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This is all about linearity of the molecule and steric hindrance. Consider the linear structure of ethylene glycol versus the branched structure of propylene glycol. EG can "stack" more easily and therefore engage in more intermolecular bonding than PG. More attraction means more energy required to vaporize. On the other hand, 1,3 propane diol, ...


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The original article on UFF is from 1992, so it is somewhat dated. The selection of "natural bond" values is explained on page 10028: a. Standard Bond Angles. The natural angles for the group 15, 17, and 18 main group elements are obtained from standard reference structures of the parent hydrides. Thus 0-3 has Bo = 104.5' from HzO, while S3 has Bo ...


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van der Waals forces is not another name for London dispersion forces. In his answer, airhuff has given IUPAC definition for van der Waals forces. London dispersion forces are the intermolecular forces that occur between atoms and between nonpolar molecules as a result of the motion of electrons in those atoms and molecules. They are induced dipole-induced ...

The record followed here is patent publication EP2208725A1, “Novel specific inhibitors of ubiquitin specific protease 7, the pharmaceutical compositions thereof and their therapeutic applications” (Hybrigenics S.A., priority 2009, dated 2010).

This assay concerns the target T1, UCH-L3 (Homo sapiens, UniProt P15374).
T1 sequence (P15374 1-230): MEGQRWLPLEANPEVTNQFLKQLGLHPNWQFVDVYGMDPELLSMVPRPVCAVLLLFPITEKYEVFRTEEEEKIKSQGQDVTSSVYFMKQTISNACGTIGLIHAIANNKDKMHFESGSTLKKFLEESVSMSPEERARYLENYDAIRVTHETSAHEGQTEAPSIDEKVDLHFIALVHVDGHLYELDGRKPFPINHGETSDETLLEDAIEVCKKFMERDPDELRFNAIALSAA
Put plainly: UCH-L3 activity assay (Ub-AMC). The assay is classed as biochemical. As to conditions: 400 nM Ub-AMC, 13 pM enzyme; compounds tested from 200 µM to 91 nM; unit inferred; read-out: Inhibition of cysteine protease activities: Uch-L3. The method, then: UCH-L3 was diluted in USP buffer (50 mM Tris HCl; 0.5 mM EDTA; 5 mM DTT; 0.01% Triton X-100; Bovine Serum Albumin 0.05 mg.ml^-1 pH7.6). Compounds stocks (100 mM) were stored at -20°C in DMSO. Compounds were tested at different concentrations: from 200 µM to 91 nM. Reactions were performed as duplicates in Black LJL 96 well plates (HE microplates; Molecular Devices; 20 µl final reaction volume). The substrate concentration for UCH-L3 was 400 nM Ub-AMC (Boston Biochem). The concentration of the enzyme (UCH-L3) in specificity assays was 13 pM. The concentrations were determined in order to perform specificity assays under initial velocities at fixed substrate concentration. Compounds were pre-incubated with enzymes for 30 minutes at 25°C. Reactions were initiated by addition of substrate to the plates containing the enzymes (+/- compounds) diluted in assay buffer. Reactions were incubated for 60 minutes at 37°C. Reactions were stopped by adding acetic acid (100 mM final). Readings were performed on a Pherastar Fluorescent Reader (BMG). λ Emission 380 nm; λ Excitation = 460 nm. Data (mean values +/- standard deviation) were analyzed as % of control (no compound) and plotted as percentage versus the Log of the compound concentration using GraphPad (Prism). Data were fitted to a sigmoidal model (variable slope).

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There are too many definitions for something that seems to be incompletely understood and it is best to look at it operationally. There are forces of attraction between molecules. We know this because it is observed. Different types of molecules have different forces. I will only talk about the weakest of these, the "pure" van der Waals forces ...


1

The size of the cavity is one of the many factors collaborating to host-guest chemistry with cyclodextrin (CD). For example, depending on the size and the properties of the guest molecule, CD may form complexes with either the entire molecule or only a part of the molecule (The diameter and the volume of the cavity of β-CD are around $\pu{7.8 Å}$ ($\pu{0.78 ...


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